Measles virus induces expression of SIP110, a constitutively membrane clustered lipid phosphatase, which inhibits T cell proliferation

Avota E, Harms H, Schneider-Schaulies S
Source: Cell Microbiol
Publication Date: (2006)
Issue: 8(11): 1826-39
Research Area:
Immunotherapy / Hematology
Cells used in publication:
T cell, human peripheral blood unstim.
Species: human
Tissue Origin: blood
T cell, human stim.
Species: human
Tissue Origin: blood
Nucleofector® I/II/2b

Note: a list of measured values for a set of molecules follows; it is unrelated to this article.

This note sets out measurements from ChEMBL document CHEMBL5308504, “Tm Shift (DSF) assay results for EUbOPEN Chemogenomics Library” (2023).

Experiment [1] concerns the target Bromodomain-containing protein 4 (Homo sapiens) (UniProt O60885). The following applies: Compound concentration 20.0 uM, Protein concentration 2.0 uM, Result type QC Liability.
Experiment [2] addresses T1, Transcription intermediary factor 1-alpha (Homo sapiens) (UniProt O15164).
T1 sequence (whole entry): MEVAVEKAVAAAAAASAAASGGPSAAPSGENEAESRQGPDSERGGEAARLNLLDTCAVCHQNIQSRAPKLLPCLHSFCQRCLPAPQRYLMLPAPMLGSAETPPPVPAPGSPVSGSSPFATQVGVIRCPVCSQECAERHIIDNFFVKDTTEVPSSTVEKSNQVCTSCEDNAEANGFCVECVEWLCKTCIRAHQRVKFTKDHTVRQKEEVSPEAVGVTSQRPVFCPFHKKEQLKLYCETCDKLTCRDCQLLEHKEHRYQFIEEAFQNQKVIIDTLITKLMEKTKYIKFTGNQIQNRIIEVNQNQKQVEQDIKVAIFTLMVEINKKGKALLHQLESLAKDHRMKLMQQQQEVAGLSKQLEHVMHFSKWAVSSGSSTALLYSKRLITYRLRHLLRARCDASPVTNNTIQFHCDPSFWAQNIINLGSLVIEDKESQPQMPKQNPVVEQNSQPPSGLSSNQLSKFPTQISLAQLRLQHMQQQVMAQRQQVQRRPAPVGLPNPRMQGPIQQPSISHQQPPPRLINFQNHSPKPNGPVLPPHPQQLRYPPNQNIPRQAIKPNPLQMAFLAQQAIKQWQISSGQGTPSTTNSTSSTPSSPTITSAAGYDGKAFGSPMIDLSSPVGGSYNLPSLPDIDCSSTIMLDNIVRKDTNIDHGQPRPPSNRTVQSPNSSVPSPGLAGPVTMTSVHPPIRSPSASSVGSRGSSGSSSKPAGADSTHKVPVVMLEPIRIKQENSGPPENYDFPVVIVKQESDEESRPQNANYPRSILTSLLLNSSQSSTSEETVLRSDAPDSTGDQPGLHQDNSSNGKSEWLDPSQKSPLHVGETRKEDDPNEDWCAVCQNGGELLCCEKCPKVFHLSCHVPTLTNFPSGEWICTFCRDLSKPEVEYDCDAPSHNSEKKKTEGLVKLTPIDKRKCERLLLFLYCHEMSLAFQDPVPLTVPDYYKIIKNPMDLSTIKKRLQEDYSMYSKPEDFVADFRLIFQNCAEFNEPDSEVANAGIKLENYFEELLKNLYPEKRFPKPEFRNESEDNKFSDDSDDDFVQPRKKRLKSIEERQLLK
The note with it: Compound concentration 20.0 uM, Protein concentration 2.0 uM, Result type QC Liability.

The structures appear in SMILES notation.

Interference of measles virus (MV) with phosphatidyl-inositol-3-kinase (PI3K) activation in response to T cell receptor ligation was identified as important for the induction of T cell paralysis. We now show that MV exposure of unstimulated T cells induces expression of SIP110, an isoform of the lipid phosphatase SHIP145, which is translated from an intron-derived sequences containing mRNA. We found that MV contact can regulate stimulated exon inclusion into pre-mRNAs by targeting PI3K or MAPK-dependent nuclear translocation and activation of splicing regulatory serine-arginine rich (SR) and Sam68 proteins. Induction of SIP110 in resting T cells relied on MV-dependent interference with basal activity of the PI3K. SIP110 was cloned from MV-exposed T cells, and, when transiently expressed in primary or Jurkat T cells, localized into membrane clusters independently of T cell activation. Confirming that SIP110 is a catalytically active lipid phosphatase, its transgenic expression abolished basal and impaired PMA/ionomycin-stimulated phosphorylation of the Akt kinase which is important for T cell proliferation. Thus MV causes induction of SIP110 expression, which constitutively depletes the cellular phosphoinositol-3,4,5-phosphate pool suggesting that thereby the threshold for activation signals necessary for the induction of T cell proliferation is raised.